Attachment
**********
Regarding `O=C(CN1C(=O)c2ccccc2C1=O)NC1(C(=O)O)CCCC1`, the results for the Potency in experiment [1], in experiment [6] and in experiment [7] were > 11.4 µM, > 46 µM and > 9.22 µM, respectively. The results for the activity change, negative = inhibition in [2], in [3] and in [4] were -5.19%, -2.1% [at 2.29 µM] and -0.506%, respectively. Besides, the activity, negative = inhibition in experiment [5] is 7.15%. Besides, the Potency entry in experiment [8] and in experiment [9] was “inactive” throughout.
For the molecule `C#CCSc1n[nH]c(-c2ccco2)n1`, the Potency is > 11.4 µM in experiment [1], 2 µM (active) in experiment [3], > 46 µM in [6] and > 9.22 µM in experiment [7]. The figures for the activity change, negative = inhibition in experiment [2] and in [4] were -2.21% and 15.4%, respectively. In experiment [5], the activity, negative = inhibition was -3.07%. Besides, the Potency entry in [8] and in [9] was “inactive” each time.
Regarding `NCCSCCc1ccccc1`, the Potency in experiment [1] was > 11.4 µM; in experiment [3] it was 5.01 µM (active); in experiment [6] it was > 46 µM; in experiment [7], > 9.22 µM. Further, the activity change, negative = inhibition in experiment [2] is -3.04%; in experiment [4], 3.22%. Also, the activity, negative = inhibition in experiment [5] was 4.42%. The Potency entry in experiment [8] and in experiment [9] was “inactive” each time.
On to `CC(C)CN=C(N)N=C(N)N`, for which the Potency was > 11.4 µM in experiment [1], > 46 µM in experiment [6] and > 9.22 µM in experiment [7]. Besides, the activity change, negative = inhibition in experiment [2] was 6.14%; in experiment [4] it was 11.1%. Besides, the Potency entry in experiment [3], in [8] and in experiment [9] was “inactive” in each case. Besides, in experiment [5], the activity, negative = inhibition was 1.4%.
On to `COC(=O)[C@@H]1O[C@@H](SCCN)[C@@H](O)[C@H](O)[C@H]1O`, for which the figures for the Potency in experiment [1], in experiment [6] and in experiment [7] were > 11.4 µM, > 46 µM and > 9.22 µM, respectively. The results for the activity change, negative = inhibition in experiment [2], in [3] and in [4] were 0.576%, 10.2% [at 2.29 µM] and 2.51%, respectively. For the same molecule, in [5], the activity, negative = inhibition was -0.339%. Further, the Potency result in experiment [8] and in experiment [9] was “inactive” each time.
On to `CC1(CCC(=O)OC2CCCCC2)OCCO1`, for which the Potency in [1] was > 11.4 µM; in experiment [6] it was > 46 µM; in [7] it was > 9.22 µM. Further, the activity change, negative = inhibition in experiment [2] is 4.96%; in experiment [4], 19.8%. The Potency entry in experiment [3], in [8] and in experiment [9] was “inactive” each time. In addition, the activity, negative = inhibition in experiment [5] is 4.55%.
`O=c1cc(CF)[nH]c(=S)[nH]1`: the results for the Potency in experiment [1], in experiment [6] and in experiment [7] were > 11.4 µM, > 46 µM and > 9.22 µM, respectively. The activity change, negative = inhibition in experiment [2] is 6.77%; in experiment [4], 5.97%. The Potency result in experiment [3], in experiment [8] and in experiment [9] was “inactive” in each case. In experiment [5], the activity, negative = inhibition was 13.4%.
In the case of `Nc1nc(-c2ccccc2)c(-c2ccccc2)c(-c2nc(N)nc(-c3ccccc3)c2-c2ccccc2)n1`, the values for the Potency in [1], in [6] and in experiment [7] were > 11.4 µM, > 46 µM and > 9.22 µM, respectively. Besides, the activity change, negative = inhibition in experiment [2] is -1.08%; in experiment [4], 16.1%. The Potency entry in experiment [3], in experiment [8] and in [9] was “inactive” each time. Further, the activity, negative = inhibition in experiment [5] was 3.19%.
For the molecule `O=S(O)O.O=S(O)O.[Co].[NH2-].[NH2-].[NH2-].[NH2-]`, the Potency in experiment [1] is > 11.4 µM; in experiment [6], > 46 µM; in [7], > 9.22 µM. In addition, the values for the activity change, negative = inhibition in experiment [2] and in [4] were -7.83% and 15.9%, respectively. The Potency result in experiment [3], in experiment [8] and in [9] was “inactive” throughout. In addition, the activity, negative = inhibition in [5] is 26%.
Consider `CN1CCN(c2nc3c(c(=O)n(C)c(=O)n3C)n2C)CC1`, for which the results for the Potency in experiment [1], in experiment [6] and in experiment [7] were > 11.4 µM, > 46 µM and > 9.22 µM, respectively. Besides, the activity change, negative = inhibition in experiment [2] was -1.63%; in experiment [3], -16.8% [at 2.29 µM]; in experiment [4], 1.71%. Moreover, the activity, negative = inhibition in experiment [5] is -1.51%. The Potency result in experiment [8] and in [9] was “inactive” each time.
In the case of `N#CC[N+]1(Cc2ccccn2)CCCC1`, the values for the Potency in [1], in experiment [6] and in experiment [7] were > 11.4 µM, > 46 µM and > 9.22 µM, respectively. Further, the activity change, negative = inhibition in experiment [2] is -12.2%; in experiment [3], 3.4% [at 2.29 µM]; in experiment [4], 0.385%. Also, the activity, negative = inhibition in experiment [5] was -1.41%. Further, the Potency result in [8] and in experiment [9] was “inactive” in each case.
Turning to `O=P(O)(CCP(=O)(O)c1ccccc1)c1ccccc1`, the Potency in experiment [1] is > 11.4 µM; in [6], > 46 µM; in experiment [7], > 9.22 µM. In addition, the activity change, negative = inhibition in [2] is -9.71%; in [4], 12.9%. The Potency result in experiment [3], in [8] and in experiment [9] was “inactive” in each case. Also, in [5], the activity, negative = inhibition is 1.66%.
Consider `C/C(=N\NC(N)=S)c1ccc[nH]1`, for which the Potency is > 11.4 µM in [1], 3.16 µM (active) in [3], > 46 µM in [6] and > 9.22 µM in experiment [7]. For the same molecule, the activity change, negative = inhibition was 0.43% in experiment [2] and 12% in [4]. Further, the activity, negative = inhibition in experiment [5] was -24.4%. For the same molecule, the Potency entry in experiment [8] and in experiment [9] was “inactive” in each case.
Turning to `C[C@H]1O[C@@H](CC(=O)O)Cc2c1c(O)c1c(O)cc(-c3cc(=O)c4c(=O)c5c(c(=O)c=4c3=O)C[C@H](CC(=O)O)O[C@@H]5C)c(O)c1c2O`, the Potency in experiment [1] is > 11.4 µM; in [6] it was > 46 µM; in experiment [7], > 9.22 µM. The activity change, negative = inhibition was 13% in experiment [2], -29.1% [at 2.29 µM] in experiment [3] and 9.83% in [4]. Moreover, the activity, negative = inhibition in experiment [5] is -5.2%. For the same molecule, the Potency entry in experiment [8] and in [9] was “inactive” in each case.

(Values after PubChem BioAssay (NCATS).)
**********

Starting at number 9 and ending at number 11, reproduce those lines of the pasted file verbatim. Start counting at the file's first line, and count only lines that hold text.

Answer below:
For the molecule `O=S(O)O.O=S(O)O.[Co].[NH2-].[NH2-].[NH2-].[NH2-]`, the Potency in experiment [1] is > 11.4 µM; in experiment [6], > 46 µM; in [7], > 9.22 µM. In addition, the values for the activity change, negative = inhibition in experiment [2] and in [4] were -7.83% and 15.9%, respectively. The Potency result in experiment [3], in experiment [8] and in [9] was “inactive” throughout. In addition, the activity, negative = inhibition in [5] is 26%.
Consider `CN1CCN(c2nc3c(c(=O)n(C)c(=O)n3C)n2C)CC1`, for which the results for the Potency in experiment [1], in experiment [6] and in experiment [7] were > 11.4 µM, > 46 µM and > 9.22 µM, respectively. Besides, the activity change, negative = inhibition in experiment [2] was -1.63%; in experiment [3], -16.8% [at 2.29 µM]; in experiment [4], 1.71%. Moreover, the activity, negative = inhibition in experiment [5] is -1.51%. The Potency result in experiment [8] and in [9] was “inactive” each time.
In the case of `N#CC[N+]1(Cc2ccccn2)CCCC1`, the values for the Potency in [1], in experiment [6] and in experiment [7] were > 11.4 µM, > 46 µM and > 9.22 µM, respectively. Further, the activity change, negative = inhibition in experiment [2] is -12.2%; in experiment [3], 3.4% [at 2.29 µM]; in experiment [4], 0.385%. Also, the activity, negative = inhibition in experiment [5] was -1.41%. Further, the Potency result in [8] and in experiment [9] was “inactive” in each case.